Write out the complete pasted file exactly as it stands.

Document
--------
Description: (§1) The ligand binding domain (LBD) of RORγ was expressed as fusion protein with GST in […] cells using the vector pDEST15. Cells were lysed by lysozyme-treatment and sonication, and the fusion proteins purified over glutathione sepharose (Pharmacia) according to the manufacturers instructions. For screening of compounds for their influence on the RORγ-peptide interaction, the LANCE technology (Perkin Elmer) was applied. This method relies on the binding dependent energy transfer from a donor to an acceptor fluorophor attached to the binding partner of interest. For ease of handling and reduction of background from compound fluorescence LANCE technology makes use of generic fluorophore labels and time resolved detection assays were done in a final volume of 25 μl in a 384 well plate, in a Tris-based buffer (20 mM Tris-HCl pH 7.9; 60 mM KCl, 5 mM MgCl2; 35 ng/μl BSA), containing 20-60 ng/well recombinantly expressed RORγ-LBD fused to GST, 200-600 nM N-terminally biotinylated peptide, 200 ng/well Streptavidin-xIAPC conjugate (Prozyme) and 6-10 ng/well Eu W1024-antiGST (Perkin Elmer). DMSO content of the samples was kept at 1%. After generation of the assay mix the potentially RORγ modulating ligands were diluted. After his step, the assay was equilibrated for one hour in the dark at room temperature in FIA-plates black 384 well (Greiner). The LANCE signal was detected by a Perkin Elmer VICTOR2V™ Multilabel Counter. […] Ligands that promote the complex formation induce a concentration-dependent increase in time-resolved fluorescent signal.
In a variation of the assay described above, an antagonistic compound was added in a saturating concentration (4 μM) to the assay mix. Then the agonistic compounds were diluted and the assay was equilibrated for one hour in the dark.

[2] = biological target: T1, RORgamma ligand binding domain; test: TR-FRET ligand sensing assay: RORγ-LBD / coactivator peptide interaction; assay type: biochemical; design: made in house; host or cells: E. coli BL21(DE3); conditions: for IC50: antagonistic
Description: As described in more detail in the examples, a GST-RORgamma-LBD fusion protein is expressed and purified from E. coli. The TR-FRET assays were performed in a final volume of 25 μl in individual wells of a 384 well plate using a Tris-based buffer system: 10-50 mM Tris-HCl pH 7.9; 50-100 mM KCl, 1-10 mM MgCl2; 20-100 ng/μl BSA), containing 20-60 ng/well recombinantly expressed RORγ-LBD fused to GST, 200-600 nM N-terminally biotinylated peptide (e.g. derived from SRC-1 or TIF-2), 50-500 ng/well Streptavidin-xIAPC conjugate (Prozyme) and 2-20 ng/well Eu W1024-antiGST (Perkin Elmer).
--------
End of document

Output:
Description: (§1) The ligand binding domain (LBD) of RORγ was expressed as fusion protein with GST in […] cells using the vector pDEST15. Cells were lysed by lysozyme-treatment and sonication, and the fusion proteins purified over glutathione sepharose (Pharmacia) according to the manufacturers instructions. For screening of compounds for their influence on the RORγ-peptide interaction, the LANCE technology (Perkin Elmer) was applied. This method relies on the binding dependent energy transfer from a donor to an acceptor fluorophor attached to the binding partner of interest. For ease of handling and reduction of background from compound fluorescence LANCE technology makes use of generic fluorophore labels and time resolved detection assays were done in a final volume of 25 μl in a 384 well plate, in a Tris-based buffer (20 mM Tris-HCl pH 7.9; 60 mM KCl, 5 mM MgCl2; 35 ng/μl BSA), containing 20-60 ng/well recombinantly expressed RORγ-LBD fused to GST, 200-600 nM N-terminally biotinylated peptide, 200 ng/well Streptavidin-xIAPC conjugate (Prozyme) and 6-10 ng/well Eu W1024-antiGST (Perkin Elmer). DMSO content of the samples was kept at 1%. After generation of the assay mix the potentially RORγ modulating ligands were diluted. After his step, the assay was equilibrated for one hour in the dark at room temperature in FIA-plates black 384 well (Greiner). The LANCE signal was detected by a Perkin Elmer VICTOR2V™ Multilabel Counter. […] Ligands that promote the complex formation induce a concentration-dependent increase in time-resolved fluorescent signal.
In a variation of the assay described above, an antagonistic compound was added in a saturating concentration (4 μM) to the assay mix. Then the agonistic compounds were diluted and the assay was equilibrated for one hour in the dark.

[2] = biological target: T1, RORgamma ligand binding domain; test: TR-FRET ligand sensing assay: RORγ-LBD / coactivator peptide interaction; assay type: biochemical; design: made in house; host or cells: E. coli BL21(DE3); conditions: for IC50: antagonistic
Description: As described in more detail in the examples, a GST-RORgamma-LBD fusion protein is expressed and purified from E. coli. The TR-FRET assays were performed in a final volume of 25 μl in individual wells of a 384 well plate using a Tris-based buffer system: 10-50 mM Tris-HCl pH 7.9; 50-100 mM KCl, 1-10 mM MgCl2; 20-100 ng/μl BSA), containing 20-60 ng/well recombinantly expressed RORγ-LBD fused to GST, 200-600 nM N-terminally biotinylated peptide (e.g. derived from SRC-1 or TIF-2), 50-500 ng/well Streptavidin-xIAPC conjugate (Prozyme) and 2-20 ng/well Eu W1024-antiGST (Perkin Elmer).